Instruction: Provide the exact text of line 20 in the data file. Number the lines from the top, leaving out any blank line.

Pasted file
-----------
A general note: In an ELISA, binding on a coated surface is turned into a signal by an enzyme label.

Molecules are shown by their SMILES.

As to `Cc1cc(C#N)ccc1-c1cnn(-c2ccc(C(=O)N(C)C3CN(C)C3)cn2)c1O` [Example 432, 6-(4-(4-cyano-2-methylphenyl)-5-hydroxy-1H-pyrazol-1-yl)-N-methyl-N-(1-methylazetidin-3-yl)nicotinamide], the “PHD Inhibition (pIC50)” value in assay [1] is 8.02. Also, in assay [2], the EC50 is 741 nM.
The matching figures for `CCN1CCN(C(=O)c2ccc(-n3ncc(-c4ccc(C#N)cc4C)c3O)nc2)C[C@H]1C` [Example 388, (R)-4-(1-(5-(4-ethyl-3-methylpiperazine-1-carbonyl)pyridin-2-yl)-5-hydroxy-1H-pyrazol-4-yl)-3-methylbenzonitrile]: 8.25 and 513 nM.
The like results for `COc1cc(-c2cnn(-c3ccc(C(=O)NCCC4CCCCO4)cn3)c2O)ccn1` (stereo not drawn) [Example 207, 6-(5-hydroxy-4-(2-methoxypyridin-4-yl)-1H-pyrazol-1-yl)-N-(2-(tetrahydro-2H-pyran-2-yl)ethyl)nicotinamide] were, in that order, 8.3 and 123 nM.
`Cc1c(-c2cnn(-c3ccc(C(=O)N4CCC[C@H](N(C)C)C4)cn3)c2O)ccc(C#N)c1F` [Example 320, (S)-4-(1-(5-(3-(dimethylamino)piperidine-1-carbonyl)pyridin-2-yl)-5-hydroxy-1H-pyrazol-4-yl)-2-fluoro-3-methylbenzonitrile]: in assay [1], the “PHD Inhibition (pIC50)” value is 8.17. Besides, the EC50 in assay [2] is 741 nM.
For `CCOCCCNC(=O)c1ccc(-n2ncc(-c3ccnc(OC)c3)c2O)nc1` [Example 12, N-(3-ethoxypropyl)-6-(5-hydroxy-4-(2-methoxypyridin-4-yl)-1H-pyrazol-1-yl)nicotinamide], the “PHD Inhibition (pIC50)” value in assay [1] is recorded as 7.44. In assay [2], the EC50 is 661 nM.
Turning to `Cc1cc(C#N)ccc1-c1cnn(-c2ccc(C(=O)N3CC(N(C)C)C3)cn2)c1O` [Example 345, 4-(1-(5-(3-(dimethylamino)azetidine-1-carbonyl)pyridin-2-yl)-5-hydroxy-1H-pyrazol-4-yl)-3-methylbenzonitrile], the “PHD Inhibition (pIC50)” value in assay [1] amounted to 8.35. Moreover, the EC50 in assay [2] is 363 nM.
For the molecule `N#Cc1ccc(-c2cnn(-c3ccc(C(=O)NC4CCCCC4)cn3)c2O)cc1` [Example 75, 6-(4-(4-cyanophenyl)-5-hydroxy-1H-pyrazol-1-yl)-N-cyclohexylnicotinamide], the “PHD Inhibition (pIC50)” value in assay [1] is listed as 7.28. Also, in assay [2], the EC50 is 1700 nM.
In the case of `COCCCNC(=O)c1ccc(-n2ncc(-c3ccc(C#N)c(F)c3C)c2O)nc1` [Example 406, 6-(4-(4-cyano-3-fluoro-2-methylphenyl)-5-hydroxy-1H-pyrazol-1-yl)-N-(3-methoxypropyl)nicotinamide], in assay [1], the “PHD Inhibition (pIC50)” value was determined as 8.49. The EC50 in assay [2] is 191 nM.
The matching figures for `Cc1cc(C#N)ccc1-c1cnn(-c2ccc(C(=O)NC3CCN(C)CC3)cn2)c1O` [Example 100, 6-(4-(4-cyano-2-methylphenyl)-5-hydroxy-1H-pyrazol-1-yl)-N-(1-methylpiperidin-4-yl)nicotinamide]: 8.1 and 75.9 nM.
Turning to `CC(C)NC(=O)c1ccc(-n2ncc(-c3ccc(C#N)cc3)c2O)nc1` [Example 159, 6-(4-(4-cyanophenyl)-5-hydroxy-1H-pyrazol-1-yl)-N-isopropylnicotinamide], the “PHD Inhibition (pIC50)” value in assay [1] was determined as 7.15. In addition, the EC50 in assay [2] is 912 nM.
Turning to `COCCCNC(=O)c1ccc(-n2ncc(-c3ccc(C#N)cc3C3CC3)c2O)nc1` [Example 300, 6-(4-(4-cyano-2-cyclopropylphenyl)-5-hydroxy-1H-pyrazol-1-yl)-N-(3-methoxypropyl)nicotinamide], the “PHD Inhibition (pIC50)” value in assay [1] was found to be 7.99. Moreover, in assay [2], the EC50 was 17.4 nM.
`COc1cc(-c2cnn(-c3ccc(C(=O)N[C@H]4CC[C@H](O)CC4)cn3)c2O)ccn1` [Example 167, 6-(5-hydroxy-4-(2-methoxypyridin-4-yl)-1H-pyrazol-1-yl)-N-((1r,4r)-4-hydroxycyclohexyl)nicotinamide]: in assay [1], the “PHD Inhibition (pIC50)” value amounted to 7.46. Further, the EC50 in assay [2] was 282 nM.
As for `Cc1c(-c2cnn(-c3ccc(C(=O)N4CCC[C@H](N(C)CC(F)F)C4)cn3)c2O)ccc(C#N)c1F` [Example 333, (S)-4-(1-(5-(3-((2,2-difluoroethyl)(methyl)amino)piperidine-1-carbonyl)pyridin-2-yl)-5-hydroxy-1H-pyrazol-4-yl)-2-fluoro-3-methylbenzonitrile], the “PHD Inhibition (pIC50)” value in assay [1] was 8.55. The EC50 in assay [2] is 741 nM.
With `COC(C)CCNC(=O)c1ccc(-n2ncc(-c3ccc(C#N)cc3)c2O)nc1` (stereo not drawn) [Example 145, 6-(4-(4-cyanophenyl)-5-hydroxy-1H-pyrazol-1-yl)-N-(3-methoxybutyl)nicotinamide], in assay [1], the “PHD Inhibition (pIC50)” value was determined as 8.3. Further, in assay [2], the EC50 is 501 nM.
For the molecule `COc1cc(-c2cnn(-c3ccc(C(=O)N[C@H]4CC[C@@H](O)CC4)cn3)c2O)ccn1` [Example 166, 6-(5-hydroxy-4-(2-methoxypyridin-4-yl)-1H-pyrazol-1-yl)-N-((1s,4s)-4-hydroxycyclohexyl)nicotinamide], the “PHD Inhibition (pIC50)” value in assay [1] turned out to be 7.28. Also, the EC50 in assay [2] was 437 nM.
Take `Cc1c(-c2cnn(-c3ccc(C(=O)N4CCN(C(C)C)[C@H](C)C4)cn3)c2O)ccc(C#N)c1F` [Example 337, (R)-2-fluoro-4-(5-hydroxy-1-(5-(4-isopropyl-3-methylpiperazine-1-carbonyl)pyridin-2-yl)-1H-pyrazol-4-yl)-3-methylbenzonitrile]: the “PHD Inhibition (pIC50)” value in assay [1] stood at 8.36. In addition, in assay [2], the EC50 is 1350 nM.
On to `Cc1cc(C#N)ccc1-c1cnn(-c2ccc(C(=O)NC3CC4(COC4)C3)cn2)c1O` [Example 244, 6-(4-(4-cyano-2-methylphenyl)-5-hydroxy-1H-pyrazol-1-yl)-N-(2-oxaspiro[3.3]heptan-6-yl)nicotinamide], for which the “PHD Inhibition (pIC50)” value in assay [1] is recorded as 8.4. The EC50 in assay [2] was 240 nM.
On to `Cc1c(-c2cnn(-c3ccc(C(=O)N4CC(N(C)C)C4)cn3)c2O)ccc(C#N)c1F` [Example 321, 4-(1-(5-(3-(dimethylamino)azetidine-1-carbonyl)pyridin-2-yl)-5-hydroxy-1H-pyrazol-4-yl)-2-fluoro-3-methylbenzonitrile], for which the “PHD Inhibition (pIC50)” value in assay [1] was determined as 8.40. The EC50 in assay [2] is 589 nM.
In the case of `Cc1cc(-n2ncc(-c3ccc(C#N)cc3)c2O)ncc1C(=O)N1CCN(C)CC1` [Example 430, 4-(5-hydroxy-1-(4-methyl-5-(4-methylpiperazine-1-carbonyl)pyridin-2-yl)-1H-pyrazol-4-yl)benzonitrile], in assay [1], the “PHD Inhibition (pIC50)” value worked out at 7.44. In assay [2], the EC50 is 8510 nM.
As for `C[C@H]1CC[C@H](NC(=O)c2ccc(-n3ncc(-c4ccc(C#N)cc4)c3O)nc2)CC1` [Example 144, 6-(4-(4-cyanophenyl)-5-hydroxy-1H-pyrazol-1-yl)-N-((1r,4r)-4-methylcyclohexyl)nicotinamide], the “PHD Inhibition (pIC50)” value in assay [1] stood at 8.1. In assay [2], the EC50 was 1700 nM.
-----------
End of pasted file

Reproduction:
On to `Cc1c(-c2cnn(-c3ccc(C(=O)N4CC(N(C)C)C4)cn3)c2O)ccc(C#N)c1F` [Example 321, 4-(1-(5-(3-(dimethylamino)azetidine-1-carbonyl)pyridin-2-yl)-5-hydroxy-1H-pyrazol-4-yl)-2-fluoro-3-methylbenzonitrile], for which the “PHD Inhibition (pIC50)” value in assay [1] was determined as 8.40. The EC50 in assay [2] is 589 nM.